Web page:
#zero-knowledge #stark #virtual-machine #recursive

triton-vm

A virtual machine that comes with Algebraic Execution Tables (AET) and Arithmetic Intermediate Representations (AIR) for use in combination with a STARK proof system to allow proving correct execution of arbitrary programs in zero-knowledge

7 releases (4 breaking)

Uses new Rust 2021

new 0.9.0 Dec 8, 2022
0.8.0 Dec 8, 2022
0.7.2 Nov 23, 2022
0.3.1 Oct 24, 2022
0.1.0 Jul 27, 2022

#49 in Math

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125 downloads per month

Apache-2.0 and GPL-2.0 licenses

775KB
17K SLoC

Triton VM

License GitHub CI crates.io Spec: online

Triton is a virtual machine that comes with Algebraic Execution Tables (AET) and Arithmetic Intermediate Representations (AIR) for use in combination with a STARK proof system. It defines a Turing complete Instruction Set Architecture, as well as the corresponding arithmetization of the VM. The really cool thing about Triton VM is its efficient recursive verification of the STARKs produced when running Triton VM.

Recursive STARKs of Computational Integrity

Normally, when executing a machine – virtual or not – the flow of information can be regarded as follows. The tuple of (input, program) is given to the machine, which takes the program, evaluates it on the input, and produces some output.

If the – now almost definitely virtual – machine also has an associated STARK engine, one additional output is a proof of computational integrity.

Only if input, program, and output correspond to one another, i.e., if output is indeed the result of evaluating the program on the input according to the rules defined by the virtual machine, then producing such a proof is easy. Otherwise, producing a proof is next to impossible.

The routine that checks whether a proof is, in fact, a valid one, is called the Verifier. It takes as input a 4-tuple (input, program, output, proof) and evaluates to true if and only if that 4-tuple is consistent with the rules of the virtual machine.

Since the Verifier is a program taking some input and producing some output, the original virtual machine can be used to perform the computation.

The associated STARK engine will then produce a proof of computational integrity of verifying some other proof of computational integrity – recursion! Of course, the Verifier can be a subroutine in a larger program.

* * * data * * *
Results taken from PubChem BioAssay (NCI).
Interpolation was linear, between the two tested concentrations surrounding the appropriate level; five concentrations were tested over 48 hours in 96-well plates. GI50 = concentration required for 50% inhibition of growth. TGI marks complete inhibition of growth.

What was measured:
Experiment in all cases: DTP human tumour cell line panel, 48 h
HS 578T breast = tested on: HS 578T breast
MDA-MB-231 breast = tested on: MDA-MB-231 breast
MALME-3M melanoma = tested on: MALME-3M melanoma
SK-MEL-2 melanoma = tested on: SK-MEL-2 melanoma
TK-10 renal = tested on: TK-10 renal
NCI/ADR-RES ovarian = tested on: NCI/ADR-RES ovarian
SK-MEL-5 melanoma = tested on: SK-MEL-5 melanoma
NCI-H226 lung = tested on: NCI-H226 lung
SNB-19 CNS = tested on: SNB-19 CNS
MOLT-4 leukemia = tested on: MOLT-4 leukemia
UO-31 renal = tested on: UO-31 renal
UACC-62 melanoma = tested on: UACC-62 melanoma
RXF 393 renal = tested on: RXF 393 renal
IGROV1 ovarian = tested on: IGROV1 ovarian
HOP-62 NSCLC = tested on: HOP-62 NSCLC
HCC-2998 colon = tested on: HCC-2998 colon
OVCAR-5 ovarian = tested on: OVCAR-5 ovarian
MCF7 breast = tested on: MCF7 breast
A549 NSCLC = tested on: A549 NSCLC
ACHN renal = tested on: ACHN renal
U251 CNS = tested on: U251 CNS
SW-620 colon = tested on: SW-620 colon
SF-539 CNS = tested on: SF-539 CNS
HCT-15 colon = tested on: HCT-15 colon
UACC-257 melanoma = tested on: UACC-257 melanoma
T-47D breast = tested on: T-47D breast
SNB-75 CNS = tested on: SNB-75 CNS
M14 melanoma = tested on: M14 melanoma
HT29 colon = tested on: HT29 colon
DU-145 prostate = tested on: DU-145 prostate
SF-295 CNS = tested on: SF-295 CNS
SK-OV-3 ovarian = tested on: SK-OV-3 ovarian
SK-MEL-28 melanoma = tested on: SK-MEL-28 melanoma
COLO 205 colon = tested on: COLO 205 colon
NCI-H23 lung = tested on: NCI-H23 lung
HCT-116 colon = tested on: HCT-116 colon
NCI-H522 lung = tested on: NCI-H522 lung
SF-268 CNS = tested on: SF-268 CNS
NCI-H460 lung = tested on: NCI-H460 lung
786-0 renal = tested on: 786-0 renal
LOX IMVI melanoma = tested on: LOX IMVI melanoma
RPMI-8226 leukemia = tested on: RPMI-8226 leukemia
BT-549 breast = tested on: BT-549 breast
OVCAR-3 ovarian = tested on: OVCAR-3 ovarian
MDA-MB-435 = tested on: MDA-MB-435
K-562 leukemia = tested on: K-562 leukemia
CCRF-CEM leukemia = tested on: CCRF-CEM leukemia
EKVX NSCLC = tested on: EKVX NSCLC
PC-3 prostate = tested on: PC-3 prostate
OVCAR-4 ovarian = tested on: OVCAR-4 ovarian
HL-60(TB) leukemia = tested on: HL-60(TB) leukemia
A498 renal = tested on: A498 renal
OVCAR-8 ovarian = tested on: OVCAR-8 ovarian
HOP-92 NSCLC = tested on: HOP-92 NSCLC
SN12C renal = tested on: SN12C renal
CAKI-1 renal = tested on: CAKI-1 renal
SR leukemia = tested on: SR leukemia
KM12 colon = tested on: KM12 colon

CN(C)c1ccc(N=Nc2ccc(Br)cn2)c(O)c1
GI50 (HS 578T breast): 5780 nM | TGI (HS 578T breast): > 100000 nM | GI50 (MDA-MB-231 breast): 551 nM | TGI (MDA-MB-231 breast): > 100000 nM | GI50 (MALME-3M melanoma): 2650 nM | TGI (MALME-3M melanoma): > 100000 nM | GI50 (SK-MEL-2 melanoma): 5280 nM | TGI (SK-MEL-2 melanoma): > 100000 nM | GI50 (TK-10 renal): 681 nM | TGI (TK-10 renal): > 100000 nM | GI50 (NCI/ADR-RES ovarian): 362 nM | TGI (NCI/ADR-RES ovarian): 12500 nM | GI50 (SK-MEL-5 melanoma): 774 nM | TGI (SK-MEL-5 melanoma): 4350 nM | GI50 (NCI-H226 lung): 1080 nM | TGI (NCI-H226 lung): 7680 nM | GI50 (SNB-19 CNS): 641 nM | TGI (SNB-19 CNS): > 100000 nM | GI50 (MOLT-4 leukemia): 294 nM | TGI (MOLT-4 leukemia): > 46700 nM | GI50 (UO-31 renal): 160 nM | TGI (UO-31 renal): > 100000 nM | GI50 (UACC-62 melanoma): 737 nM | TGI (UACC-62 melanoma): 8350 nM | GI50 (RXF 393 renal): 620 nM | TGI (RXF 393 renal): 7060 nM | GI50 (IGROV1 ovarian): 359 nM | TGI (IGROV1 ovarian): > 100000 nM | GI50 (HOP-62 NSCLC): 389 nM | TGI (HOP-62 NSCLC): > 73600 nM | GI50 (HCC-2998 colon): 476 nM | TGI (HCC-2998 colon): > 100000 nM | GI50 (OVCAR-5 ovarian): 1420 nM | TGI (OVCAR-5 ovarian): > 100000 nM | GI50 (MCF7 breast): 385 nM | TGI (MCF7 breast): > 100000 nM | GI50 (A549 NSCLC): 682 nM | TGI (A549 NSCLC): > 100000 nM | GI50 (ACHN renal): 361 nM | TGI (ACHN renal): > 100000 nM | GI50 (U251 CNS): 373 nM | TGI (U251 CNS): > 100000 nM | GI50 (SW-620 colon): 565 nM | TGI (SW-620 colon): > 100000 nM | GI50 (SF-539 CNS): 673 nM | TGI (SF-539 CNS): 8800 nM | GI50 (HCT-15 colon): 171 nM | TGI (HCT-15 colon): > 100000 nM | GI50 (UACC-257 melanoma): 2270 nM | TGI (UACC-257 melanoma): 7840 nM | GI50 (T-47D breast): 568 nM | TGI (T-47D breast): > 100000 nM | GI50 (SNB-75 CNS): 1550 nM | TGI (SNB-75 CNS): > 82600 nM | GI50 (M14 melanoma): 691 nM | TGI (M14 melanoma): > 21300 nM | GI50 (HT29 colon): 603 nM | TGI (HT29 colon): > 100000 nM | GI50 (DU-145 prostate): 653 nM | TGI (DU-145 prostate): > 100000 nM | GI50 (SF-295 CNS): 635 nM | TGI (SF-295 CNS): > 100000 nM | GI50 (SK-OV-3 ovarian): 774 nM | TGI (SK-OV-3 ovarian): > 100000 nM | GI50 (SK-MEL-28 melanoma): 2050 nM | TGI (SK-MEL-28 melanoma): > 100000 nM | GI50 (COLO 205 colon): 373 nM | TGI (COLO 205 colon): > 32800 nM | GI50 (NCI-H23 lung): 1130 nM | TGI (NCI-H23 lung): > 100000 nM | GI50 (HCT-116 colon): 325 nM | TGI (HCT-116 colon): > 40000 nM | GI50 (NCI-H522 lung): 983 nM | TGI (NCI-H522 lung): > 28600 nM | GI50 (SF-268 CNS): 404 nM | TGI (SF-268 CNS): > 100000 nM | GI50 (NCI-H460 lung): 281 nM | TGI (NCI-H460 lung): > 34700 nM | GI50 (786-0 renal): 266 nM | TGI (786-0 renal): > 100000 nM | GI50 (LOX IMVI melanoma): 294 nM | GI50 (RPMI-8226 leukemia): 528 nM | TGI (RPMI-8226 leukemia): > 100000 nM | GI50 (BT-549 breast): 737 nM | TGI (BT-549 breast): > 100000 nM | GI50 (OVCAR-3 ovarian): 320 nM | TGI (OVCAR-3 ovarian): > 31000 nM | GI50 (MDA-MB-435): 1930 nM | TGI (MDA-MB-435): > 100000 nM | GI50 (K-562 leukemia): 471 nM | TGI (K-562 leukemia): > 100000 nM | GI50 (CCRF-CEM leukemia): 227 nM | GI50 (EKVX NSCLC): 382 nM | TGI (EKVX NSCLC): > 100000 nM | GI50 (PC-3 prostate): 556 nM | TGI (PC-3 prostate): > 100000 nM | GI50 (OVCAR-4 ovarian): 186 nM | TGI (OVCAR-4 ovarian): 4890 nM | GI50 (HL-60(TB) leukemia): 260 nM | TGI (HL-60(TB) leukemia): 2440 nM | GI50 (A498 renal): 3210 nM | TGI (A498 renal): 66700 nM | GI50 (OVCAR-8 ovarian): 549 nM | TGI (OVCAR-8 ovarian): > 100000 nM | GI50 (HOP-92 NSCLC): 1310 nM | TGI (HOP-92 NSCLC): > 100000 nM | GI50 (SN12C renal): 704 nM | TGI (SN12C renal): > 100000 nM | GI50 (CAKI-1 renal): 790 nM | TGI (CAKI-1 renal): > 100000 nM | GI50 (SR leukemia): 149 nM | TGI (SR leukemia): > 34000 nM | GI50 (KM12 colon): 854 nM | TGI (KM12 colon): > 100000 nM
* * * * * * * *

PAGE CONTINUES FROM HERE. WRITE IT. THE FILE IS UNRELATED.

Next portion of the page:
Triton VM is specifically designed to allow fast recursive verification.

Project Status

Triton VM is still under construction. We currently don't recommend using it in production.

Please note that the Instruction Set Architecture is not to be considered final. However, we don't currently foresee big changes.

Specification

The specification can be found here. Alternatively, you can self-host the mdBook by first installing the dependencies, then serving the mdBook.

cargo install mdbook
cargo install mdbook-katex
cargo install mdbook-linkcheck

mdbook serve --open

Potentially, ~/.cargo/bin needs to be added to the PATH.

Running the Code

The Rust implementation of Triton VM resides in triton-vm and can be found on crates.io.

Triton VM depends on the twenty-first cryptographic library.

For trying out the code, install Rust and run:

~/Projects $ git clone https://github.com/TritonVM/triton-vm.git
~/Projects $ cd triton-vm
~/Projects/triton-vm $ make test

For local development of both libraries, it is encouraged to follow GitHub's fork & pull workflow by forking and cloning both, place twenty-first relative to triton-vm, and change the dependency to be path-local:

~/Projects $ git clone git@github.com:you/triton-vm.git
~/Projects $ git clone git@github.com:you/twenty-first.git
~/Projects $ cd triton-vm
~/Projects/triton-vm $ ln -s ../twenty-first/twenty-first twenty-first
~/Projects/triton-vm $ sed -i '/^twenty-first =/ s/{.*}/{ path = "..\/twenty-first" }/' triton-vm/Cargo.toml 

Dependencies

~22MB
~518K SLoC